GMAT Math : Algebra

Study concepts, example questions & explanations for GMAT Math

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Example Questions

Example Question #11 : Linear Equations, Two Unknowns

Solve the system of equations.

\dpi{100} \small 4x+3y=7

\dpi{100} \small 7x-14y=21

Possible Answers:

\dpi{100} \small x=\frac{23}{11}\and\ y=\frac{-5}{11}

x = all real numbers,

y = all real numbers

\dpi{100} \small x=\frac{-23}{11}\and\ y=\frac{5}{11}

\dpi{100} \small x=\frac{23}{11}\and\ y=\frac{5}{11}

\dpi{100} \small x=\frac{-23}{11}\and\ y=\frac{-5}{11}

Correct answer:

\dpi{100} \small x=\frac{23}{11}\and\ y=\frac{-5}{11}

Explanation:

Let's first look at the 2nd equation. All three terms in \dpi{100} \small 7x-14y=21 can be divided by 7.  Then \dpi{100} \small x-2y=3  We can isolate x to get \dpi{100} \small x=3+2y

Now let's plug \dpi{100} \small x=3+2y into the 1st equation, \dpi{100} \small 4x+3y=7:

\dpi{100} \small 4\left ( 3+2y \right )+3y=7

\dpi{100} \small 12+8y+3y=7

\dpi{100} \small 11y=-5

\dpi{100} \small y=\frac{-5}{11}  Now let's plug our y-value into \dpi{100} \small x=3+2y to solve for y:

\dpi{100} \small x=3+2\left\left ( \frac{-5}{11} \right )=3-\frac{10}{11}=\frac{33}{11}-\frac{10}{11}=\frac{23}{11}

So \dpi{100} \small x=\frac{23}{11}\and\ y=\frac{-5}{11}

Example Question #1091 : Problem Solving Questions

Choose the statement that most accurately describes the system of equations.

Possible Answers:

is negative, is positive.

is positive, is positive.

No unique solution.

is positive, is negative.

is negative, is negative.

Correct answer:

is positive, is negative.

Explanation:

Subtract the first equation from the second:

Now we can substitute this into either equation. We'll plug it into the first equation here:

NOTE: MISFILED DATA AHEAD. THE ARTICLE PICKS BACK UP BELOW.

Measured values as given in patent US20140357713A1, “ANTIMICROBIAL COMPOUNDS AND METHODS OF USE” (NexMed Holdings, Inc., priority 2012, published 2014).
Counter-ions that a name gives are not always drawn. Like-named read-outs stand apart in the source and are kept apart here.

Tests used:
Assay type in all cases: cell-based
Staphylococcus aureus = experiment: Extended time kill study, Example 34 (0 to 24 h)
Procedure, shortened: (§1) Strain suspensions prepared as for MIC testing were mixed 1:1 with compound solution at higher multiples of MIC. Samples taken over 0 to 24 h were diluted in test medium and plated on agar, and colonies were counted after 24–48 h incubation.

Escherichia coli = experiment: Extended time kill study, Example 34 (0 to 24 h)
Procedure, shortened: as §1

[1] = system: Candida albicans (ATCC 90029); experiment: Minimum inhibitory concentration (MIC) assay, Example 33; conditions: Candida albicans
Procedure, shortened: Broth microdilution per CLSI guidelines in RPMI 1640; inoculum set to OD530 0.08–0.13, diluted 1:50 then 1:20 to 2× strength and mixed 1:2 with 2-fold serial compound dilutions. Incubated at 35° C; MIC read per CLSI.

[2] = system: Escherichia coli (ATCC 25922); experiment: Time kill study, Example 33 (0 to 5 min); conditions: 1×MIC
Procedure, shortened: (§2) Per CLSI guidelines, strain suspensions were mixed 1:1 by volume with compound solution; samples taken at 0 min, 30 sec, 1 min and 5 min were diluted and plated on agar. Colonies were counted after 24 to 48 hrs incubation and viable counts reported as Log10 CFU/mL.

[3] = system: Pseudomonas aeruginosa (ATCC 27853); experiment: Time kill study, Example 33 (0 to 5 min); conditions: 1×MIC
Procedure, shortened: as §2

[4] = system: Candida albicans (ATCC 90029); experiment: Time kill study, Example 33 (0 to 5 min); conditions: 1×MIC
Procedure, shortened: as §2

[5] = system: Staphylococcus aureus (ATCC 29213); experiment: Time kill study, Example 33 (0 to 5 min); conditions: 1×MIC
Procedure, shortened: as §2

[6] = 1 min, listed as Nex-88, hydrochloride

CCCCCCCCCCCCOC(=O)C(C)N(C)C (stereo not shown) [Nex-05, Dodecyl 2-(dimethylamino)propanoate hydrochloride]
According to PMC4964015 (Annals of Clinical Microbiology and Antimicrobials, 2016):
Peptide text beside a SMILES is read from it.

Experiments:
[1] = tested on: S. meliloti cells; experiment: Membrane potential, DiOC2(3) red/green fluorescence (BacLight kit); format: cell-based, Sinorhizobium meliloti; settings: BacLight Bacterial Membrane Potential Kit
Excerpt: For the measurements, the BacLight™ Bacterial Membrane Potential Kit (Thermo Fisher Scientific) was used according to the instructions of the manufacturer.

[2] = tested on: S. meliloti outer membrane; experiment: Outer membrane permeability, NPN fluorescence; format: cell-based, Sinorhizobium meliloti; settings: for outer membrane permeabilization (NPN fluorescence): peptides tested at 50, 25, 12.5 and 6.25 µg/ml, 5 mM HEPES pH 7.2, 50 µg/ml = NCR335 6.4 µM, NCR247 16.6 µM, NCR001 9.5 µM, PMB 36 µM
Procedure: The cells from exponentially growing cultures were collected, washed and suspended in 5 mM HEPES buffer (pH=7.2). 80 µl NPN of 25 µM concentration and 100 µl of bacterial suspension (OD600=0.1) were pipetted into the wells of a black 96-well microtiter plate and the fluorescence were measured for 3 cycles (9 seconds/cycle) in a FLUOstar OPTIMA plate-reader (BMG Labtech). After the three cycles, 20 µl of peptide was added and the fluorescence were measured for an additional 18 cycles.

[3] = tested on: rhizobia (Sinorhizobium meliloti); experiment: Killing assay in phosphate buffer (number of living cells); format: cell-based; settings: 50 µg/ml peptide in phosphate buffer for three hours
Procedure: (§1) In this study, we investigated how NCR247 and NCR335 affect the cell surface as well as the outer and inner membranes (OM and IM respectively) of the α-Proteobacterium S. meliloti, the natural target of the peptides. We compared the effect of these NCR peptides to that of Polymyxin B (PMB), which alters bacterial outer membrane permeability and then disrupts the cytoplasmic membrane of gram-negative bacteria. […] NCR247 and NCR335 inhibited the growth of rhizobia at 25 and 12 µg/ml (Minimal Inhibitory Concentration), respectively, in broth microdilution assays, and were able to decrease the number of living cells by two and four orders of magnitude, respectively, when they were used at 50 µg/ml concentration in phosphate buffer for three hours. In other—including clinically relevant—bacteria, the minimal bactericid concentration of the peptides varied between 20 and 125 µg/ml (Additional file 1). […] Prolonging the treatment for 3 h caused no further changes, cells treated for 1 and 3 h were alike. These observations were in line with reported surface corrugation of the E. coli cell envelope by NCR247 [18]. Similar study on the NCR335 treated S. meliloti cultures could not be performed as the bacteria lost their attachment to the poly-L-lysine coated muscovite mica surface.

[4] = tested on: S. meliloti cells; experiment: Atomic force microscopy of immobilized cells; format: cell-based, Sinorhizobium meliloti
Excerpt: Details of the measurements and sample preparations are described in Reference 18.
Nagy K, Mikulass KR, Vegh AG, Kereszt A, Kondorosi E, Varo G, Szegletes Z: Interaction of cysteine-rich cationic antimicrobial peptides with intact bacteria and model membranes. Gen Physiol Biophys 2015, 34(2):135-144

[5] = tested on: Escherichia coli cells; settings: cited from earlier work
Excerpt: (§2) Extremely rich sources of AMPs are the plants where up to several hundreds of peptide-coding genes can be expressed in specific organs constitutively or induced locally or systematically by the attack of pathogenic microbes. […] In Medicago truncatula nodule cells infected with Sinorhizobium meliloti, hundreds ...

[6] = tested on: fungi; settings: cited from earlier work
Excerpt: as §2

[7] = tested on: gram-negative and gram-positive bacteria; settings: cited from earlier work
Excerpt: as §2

Thus we get and .

Therefore is positive and is negative.

Example Question #1092 : Problem Solving Questions

If  and ; what is the value of ?

Possible Answers:

Correct answer:

Explanation:

For this problem we can use the elimination method to solve for one of our variables. We do this my multiplying our first equation by -2.

From here we can combine this equation with our second equation given in the question and solve for x.

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Now we plug 1 back into our original equation and solve for y.

Therefore,

 

Example Question #11 : Solving Linear Equations With Two Unknowns

Find the point of intersection of the two lines.

Possible Answers:

None of the other answers

Correct answer:

None of the other answers

Explanation:

The correct answer is 

 

There are a few ways of solving this. The method I will use is the method of elimination.

(Start)

 

(Multiply the 2nd equation by -1 and add the result to the first equation, combining like terms. Now the top equation simplifies to

 

Now that we have one of the variables solved for, we can plug into either of the original equations, and we can get our , Let's use the 2nd equation.

 

 

Hence the point of intersection of the two lines is .

 

Example Question #11 : Solving Linear Equations With Two Unknowns

Julie has  coins, all dimes and quarters. The total value of all her coins is . How many dimes and quarters does Julie have?

Possible Answers:

 quarters and  dimes

 quarters and  dimes

 quarters and  dimes

 quarters and  dimes

 quarters and  dimes

Correct answer:

 quarters and  dimes

Explanation: